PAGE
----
So, what is a manufacturing execution system? A Manufacturing Execution System (MES) is an information system, that monitors and tracks the process of producing manufactured goods on the factory floor. MES has a goal to ensure the effective execution and improvement in the production output of manufacturing operations. The system can achieve the goal by tracking and gathering real-time and accurate data about the product life cycle.
The MES is the complete system that dominates all the activities which occur on the shop floor. MES begins with all the different orders from customers, the Material Requirements Planning (MRP) system, the master schedule, and other sources of planning. We then build the products in the most effective, low-cost, convenient, and best possible way. A similar example occurs in the construction business, where the MES builds a tower from the existing architectural plans.
Manufacturing Execution Systems connect multiple plants, sites, and live production information of the merchant, while easily integrating with equipment, controllers, and enterprise business applications. In return, we get total visibility, control, and optimization of production and processes across the organization.
A Brief History of Manufacturing Execution Systems
Let’s delve into the brief history of manufacturing execution systems.In the 1970s, manufacturers used software applications to automate their accounts. Over time, these applications went with constant improvements. In the late 1970s/early 1980s, Material Requirements Planning (MRP) systems, which were capable of material planning, control, and production definition, became a trendsetter.
In 1992 AMR Research came up with a manufacturing execution system, which according to them is a “dynamic information system that drives effective execution of manufacturing operations”. Early MES models were on-site applications, designed to represent the current manufacturing process of the organizations.
The evolution of the MES application from a simple data collection application in the late 1980s into the more modern software of today is a notable one.
Achieving Strategic Business Goals Through MES
With rapid innovation comes added agile transformation in manufacturing, which increases variability and puts added pressure on operations in sustaining high-quality levels. Even with clear strategic business initiatives, manufacturers need to make swift, informed decisions in today’s rapidly moving industry.
Let’s have a look at how:
- Manufacturing Execution Systems (MES) perform the task of monitoring and synchronizing all the manufacturing activities across globally distributed plants. MES links them in real-time to the company for the best performance.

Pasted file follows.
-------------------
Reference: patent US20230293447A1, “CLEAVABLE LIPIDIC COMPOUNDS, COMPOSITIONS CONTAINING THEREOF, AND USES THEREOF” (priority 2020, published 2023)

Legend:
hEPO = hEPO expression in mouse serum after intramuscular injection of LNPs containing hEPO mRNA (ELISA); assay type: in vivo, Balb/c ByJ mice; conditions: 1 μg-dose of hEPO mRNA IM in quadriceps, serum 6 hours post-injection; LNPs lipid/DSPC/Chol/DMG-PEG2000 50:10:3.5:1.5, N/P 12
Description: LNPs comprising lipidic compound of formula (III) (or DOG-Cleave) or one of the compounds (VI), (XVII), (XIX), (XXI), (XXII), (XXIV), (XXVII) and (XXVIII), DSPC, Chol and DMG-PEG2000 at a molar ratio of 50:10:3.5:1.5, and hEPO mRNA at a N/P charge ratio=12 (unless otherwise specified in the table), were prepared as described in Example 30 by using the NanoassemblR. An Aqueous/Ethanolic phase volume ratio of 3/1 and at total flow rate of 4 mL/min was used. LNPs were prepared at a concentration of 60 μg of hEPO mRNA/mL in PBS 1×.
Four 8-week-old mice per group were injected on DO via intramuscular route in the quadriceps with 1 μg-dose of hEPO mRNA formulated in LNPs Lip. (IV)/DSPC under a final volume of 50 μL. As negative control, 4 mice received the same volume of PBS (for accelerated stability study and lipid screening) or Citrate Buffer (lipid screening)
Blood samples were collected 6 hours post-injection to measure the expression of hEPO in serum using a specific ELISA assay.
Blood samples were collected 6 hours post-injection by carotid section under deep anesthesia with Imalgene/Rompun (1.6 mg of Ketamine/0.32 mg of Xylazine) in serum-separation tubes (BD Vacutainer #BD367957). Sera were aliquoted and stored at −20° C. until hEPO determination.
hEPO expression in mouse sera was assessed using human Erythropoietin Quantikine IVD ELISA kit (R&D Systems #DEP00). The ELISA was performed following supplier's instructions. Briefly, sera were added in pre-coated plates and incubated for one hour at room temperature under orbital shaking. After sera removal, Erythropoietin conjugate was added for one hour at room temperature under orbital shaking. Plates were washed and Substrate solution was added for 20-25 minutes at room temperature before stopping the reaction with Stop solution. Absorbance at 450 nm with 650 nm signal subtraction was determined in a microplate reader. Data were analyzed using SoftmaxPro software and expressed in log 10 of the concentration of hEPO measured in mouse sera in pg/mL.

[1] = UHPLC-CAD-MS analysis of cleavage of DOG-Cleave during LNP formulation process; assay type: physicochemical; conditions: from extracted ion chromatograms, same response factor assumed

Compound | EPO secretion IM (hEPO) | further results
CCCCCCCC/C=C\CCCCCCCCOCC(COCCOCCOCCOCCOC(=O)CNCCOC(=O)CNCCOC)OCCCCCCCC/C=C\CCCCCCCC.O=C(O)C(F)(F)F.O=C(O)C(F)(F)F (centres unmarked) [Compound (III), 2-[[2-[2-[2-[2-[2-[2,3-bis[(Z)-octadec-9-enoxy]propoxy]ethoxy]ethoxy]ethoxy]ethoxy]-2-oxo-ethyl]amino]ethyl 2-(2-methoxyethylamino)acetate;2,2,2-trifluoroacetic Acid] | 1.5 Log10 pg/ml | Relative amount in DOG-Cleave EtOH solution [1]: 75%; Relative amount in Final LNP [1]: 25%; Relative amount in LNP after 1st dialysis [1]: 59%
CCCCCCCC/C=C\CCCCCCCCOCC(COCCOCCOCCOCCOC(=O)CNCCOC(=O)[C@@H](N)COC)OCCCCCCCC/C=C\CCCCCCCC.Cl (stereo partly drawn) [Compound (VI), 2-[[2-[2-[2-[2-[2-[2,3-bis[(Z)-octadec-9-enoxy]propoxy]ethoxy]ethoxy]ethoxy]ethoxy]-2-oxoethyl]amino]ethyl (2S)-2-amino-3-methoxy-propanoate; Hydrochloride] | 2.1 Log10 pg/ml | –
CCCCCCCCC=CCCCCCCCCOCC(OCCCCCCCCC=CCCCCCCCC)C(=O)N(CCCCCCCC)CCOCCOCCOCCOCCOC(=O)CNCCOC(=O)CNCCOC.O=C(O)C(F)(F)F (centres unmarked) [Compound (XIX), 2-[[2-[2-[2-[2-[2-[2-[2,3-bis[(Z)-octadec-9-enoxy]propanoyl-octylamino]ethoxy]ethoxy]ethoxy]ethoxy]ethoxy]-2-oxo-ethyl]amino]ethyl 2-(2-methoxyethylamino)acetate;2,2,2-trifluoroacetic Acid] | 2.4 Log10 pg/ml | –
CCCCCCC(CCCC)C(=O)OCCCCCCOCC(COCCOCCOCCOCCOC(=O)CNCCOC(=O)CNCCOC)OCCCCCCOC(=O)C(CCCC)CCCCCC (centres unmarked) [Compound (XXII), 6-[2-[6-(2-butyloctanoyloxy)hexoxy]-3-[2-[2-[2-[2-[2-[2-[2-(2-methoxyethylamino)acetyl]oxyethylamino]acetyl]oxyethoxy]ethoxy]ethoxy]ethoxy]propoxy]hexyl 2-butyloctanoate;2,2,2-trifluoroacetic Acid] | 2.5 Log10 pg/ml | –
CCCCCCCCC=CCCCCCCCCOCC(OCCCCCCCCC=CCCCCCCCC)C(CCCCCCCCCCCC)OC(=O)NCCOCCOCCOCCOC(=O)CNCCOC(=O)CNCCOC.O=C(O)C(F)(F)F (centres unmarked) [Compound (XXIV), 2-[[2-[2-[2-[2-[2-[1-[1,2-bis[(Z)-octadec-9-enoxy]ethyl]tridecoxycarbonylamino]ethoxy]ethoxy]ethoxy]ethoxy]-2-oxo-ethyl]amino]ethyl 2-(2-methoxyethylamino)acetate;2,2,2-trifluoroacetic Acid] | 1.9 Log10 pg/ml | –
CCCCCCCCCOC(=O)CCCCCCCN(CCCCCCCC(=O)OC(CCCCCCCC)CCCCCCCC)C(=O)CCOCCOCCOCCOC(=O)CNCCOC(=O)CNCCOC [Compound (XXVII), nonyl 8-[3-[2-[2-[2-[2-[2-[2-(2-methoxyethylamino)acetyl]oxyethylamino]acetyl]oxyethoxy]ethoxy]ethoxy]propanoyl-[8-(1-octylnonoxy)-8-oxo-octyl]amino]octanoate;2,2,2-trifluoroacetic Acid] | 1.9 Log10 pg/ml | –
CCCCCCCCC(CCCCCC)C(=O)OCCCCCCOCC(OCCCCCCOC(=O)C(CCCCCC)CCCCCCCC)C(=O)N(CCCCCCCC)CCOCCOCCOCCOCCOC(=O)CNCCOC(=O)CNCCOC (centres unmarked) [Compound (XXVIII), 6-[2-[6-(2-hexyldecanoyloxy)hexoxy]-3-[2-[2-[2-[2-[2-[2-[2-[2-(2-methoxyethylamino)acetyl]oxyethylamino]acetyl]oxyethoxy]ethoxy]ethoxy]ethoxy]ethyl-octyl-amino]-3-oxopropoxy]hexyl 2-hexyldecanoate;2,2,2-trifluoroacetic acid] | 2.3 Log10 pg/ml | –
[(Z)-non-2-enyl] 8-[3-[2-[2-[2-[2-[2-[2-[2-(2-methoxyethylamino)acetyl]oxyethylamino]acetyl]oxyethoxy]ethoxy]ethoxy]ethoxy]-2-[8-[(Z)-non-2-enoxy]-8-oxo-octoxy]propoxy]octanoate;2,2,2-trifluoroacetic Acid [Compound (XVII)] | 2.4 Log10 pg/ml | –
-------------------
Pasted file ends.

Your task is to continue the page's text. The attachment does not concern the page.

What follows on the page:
- MES tracks down the details of the product and order on the plant floor, collects transactions to prepare a report for financial and planning systems, electronically dispatches orders, and gives manufacturing instructions to the staff on the shop floor.
- MES helps in eliminating human error in manufacturing by implementing real-time data checks, monitoring, automatic enforcement of specifications and business rules, and as-manufactured lot, batch, device, or unit traceability. All these activities result in improved productivity and product & process quality.
- Paperless manufacturing with MES reduces scrap and eliminates paperwork errors and unnecessary checks. MES provides the model with the flexibility to change complex processes and implement them immediately.
- MES also provides real-time feedback which helps them quickly identify and resolve issues for continuous product and process improvement and optimizing the manufacturing processes.
The Manufacturing Execution Software model is ideal for a broad diversity of manufacturing industries and processes. Be it mining, apparel manufacturing, garment manufacturing, automobile, or any other industry, the MES is capable of supporting very complex process workflows, automated data collection of high volumes, make-to-order, discrete assembly of parts, batch processing, rolled products, and more. MES with a configurable platform adapts to any business without custom code and has an extensive service-oriented architecture (SOA) that is designed for ease of integration to enterprise applications and shop floor automation.
With Manufacturing Execution Systems playing a key role in the growth of Industry 4.0, more businesses are adopting MES. That being said no-code platforms like Grid have the potential to create a disruption in the manufacturing sector. With added benefits like improved agility, better allocation of resources, and decentralized innovation, no-code platforms are the best way to get started with your MES journey.
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